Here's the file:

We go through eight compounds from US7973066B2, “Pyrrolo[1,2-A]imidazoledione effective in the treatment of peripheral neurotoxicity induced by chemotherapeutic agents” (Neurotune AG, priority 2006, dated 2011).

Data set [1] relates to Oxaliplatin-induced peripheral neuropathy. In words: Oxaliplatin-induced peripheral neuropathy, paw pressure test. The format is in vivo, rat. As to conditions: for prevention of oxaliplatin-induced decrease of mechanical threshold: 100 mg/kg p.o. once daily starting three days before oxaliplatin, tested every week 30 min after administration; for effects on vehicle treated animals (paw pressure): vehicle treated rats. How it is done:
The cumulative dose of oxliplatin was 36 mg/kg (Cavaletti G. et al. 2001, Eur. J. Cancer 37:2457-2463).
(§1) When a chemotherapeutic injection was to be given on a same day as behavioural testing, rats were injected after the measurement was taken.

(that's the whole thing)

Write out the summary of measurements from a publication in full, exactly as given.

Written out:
We go through eight compounds from US7973066B2, “Pyrrolo[1,2-A]imidazoledione effective in the treatment of peripheral neurotoxicity induced by chemotherapeutic agents” (Neurotune AG, priority 2006, dated 2011).

Data set [1] relates to Oxaliplatin-induced peripheral neuropathy. In words: Oxaliplatin-induced peripheral neuropathy, paw pressure test. The format is in vivo, rat. As to conditions: for prevention of oxaliplatin-induced decrease of mechanical threshold: 100 mg/kg p.o. once daily starting three days before oxaliplatin, tested every week 30 min after administration; for effects on vehicle treated animals (paw pressure): vehicle treated rats. How it is done:
The cumulative dose of oxliplatin was 36 mg/kg (Cavaletti G. et al. 2001, Eur. J. Cancer 37:2457-2463).
(§1) When a chemotherapeutic injection was to be given on a same day as behavioural testing, rats were injected after the measurement was taken.